Reading and analysis of selected works in a global survey of the early modern period to the industrial revolution, 1500 CE–1789 CE.
St. Augustine once wrote, “I have become a question to myself.” What does it mean to turn my self into a question? And how could I possibly capture this self in words? Students in this section of 108 World Literature will look at three Renaissance authors—Shakespeare, Montaigne, and Petrarch—who take up these questions of the self and explore them through new or reinvented genres of writing, including plays, essays, sonnets, and letters. Because these authors influenced how later eras imagined the self, students will also look at some examples of recent literature in and beyond Europe that looks back to these authors and the genres they invented.
Arts & Letters (A&L) courses create meaningful opportunities for students to engage actively in the modes of inquiry that define a discipline. Courses are broad in scope and demonstrably liberal in nature (that is, courses that promote open inquiry from a variety of perspectives). Though some courses may focus on specialized subjects or approaches, there will be a substantial course content locating that subject in the broader context of the major issues of the discipline. Qualifying courses will not focus on teaching basic skills but will require the application or engagement of those skills through analysis and interpretation.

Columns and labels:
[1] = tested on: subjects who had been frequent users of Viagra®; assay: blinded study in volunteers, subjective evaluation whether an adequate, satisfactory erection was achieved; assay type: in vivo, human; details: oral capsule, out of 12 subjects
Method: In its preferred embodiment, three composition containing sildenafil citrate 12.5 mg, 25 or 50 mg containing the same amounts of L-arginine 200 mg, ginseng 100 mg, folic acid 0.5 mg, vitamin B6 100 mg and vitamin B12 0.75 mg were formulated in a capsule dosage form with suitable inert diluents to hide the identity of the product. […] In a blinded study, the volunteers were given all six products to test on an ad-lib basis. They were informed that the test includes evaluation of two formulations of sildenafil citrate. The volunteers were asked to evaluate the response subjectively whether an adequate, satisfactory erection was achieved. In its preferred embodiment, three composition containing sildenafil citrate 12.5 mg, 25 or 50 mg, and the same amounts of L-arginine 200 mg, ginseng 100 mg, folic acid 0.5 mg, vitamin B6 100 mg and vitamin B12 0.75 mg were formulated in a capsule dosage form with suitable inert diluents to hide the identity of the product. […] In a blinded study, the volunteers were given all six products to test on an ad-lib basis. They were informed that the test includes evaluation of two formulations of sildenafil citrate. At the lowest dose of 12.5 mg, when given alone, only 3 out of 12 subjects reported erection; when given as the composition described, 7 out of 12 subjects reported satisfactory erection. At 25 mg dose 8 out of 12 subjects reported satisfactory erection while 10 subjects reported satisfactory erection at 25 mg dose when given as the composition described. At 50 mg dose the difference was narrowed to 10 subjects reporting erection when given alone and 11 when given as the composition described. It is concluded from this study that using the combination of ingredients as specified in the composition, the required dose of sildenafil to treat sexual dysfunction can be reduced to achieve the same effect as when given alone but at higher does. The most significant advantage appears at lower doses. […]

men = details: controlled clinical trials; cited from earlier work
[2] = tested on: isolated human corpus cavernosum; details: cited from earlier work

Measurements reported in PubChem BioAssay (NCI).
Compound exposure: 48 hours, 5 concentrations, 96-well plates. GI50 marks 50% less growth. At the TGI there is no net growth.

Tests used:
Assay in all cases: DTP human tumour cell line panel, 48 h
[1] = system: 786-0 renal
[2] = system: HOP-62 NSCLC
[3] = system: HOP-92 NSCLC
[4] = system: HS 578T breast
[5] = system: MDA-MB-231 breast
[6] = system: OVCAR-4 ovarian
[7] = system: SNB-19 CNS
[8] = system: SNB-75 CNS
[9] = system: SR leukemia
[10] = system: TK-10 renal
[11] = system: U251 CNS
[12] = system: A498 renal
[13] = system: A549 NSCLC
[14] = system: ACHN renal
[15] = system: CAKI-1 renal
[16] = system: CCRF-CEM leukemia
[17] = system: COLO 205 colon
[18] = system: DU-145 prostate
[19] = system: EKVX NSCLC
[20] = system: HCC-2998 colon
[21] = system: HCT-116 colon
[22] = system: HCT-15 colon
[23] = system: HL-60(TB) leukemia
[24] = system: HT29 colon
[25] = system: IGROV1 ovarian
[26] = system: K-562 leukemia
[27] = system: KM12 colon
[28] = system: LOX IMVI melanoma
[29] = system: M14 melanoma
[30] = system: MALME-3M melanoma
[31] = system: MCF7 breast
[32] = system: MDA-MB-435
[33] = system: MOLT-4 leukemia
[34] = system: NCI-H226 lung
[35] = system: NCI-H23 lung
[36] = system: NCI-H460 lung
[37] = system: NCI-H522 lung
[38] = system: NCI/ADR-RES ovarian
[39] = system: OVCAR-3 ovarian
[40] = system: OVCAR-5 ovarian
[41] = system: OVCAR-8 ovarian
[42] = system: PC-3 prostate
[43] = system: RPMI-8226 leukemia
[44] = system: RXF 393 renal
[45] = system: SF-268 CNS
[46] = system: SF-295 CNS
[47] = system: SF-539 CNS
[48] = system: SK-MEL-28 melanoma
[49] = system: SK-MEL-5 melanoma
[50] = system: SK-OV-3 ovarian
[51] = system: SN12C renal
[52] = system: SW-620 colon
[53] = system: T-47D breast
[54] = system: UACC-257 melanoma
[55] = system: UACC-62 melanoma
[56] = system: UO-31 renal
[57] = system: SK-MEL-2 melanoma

Multicultural, International Cultures (IC) courses study world cultures in critical perspective. They either treat an international culture in view of the issues raised in AC and IP courses (i.e., race and ethnicity, pluralism and mono-culturalism, prejudice and tolerance) or they analyze worldviews that differ substantially from those that prevail in the present-day United States.
Global Perspectives courses study world cultures in critical perspective, or analyze worldviews that differ substantially from those that prevail in the present-day United States.
Lower-division Elective courses allow students to choose (or “elect”) courses or faculty specific to their own developing interests, enabling them thereby to shape their own educational experience. Major II students can also use one lower-division elective to fulfill the Writing Requirement with ENG 209 The Craft of the Sentence.
English Minor courses offer students centuries of cultural experience and representation in poetry, prose, drama, film, TV, new media, and folk artifacts. The English minor can focus and extend the values of a liberal arts education, while also providing extensive training in writing, speaking, and critical thinking.